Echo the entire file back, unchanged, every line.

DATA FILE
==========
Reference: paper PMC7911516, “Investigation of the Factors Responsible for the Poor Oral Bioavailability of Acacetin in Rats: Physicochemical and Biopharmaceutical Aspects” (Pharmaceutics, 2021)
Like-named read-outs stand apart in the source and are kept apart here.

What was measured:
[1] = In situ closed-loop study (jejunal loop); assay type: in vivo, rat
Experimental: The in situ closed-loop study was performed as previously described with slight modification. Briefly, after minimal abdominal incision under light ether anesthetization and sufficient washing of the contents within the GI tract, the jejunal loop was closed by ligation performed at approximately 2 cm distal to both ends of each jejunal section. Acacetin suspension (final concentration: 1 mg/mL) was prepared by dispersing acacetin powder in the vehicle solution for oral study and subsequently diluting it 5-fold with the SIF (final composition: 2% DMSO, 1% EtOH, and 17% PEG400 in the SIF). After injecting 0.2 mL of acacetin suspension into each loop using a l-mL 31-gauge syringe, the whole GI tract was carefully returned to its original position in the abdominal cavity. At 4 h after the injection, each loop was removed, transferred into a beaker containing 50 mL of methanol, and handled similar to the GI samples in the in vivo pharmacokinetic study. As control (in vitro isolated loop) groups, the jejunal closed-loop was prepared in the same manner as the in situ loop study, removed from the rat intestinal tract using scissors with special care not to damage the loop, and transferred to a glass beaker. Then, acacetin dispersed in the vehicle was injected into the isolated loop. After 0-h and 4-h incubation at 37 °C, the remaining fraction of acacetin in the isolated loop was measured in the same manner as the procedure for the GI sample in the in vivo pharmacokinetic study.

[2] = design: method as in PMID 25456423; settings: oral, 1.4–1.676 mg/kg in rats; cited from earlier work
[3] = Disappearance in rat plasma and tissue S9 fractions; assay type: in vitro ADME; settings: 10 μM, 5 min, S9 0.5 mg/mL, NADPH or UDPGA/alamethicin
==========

Reference: paper PMC7911516, “Investigation of the Factors Responsible for the Poor Oral Bioavailability of Acacetin in Rats: Physicochemical and Biopharmaceutical Aspects” (Pharmaceutics, 2021)
Like-named read-outs stand apart in the source and are kept apart here.

What was measured:
[1] = In situ closed-loop study (jejunal loop); assay type: in vivo, rat
Experimental: The in situ closed-loop study was performed as previously described with slight modification. Briefly, after minimal abdominal incision under light ether anesthetization and sufficient washing of the contents within the GI tract, the jejunal loop was closed by ligation performed at approximately 2 cm distal to both ends of each jejunal section. Acacetin suspension (final concentration: 1 mg/mL) was prepared by dispersing acacetin powder in the vehicle solution for oral study and subsequently diluting it 5-fold with the SIF (final composition: 2% DMSO, 1% EtOH, and 17% PEG400 in the SIF). After injecting 0.2 mL of acacetin suspension into each loop using a l-mL 31-gauge syringe, the whole GI tract was carefully returned to its original position in the abdominal cavity. At 4 h after the injection, each loop was removed, transferred into a beaker containing 50 mL of methanol, and handled similar to the GI samples in the in vivo pharmacokinetic study. As control (in vitro isolated loop) groups, the jejunal closed-loop was prepared in the same manner as the in situ loop study, removed from the rat intestinal tract using scissors with special care not to damage the loop, and transferred to a glass beaker. Then, acacetin dispersed in the vehicle was injected into the isolated loop. After 0-h and 4-h incubation at 37 °C, the remaining fraction of acacetin in the isolated loop was measured in the same manner as the procedure for the GI sample in the in vivo pharmacokinetic study.

[2] = design: method as in PMID 25456423; settings: oral, 1.4–1.676 mg/kg in rats; cited from earlier work
[3] = Disappearance in rat plasma and tissue S9 fractions; assay type: in vitro ADME; settings: 10 μM, 5 min, S9 0.5 mg/mL, NADPH or UDPGA/alamethicin